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From Woodblocks to Comics: the Japanese impression

From Woodblocks to Comics: the Japanese impression - a new exhibition opens at Te Papa!

From Woodblocks to Comics is a small exhibition that brings together traditional Japanese ukiyo-e (floating world) woodblocks; prints and watercolours by European artists; and manga (Japanese comics).

Japanese and European artists across time have drawn on other cultures for inspiration. This exhibition traces these influences through two hundred years - from traditional woodblocks to modern comics.

>From classical Chinese painters Japanese artists borrowed the flat perspective that became a hallmark of their own art. In their ukiyo-e printmaking they developed their own delicate and graceful style that captured the work and pleasures of everyday folk. When these prints reached Europe, this distinctively Japanese look began to appear in the work of European artists.

In manga, or Japanese comics, East and West came together in another way. The traditional woodcut, combined with the action and style of American comics, quickly gained a huge following. Western pop culture had arrived in Japan.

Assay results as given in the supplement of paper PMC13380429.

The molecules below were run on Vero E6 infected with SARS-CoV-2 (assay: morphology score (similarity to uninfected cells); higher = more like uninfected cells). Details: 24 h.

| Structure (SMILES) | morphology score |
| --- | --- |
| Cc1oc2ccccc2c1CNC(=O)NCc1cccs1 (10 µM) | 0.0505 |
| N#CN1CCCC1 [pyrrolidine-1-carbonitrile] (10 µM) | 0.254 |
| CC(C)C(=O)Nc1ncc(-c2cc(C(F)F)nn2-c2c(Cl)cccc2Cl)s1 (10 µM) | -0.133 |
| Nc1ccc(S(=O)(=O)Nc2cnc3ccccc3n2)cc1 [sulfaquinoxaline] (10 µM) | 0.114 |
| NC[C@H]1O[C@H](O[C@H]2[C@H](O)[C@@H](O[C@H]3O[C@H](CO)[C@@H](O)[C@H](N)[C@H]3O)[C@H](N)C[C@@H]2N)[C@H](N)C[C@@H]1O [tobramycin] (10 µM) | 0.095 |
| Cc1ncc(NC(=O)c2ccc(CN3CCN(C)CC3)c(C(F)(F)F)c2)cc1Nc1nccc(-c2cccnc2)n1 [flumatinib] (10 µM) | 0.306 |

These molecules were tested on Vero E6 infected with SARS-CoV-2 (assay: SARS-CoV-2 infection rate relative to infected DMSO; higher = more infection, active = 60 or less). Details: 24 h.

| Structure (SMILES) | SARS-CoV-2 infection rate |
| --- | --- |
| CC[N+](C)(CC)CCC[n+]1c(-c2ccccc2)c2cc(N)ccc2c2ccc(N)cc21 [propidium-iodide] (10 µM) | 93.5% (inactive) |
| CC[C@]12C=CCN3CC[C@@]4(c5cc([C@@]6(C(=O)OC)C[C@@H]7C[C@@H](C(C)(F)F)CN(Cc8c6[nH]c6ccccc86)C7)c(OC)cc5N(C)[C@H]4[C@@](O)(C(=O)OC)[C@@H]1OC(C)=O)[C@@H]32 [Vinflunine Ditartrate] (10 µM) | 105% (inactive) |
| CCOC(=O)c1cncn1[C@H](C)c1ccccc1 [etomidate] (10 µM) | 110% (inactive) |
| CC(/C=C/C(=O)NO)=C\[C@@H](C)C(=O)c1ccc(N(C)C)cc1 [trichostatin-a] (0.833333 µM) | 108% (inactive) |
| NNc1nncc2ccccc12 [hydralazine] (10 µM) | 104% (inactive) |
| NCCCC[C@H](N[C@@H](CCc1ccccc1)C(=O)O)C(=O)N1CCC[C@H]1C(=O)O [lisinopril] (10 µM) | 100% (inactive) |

Several works from Te Papa's collection are shown, and include prints by Hiroshige, Toulouse-Lautrec, Manet, Toyokuni I, Toyokuni III, Pissarro, and Daumier. Two Manga by Kosuke Fujishima, Kazuo Koike, and Goseki Kojima are also displayed.

For conservation reasons, the Japanese ukiyo-e prints will be replaced with other ukiyo-e prints after three months. These very old prints were made using vegetable dyes that are extremely light sensitive and can fade very quickly.

From Woodblocks to Comics: the Japanese impression opens on 7 August 2003 and runs until January 2004 in The Ilott Centre, Level Four. Admission is free.

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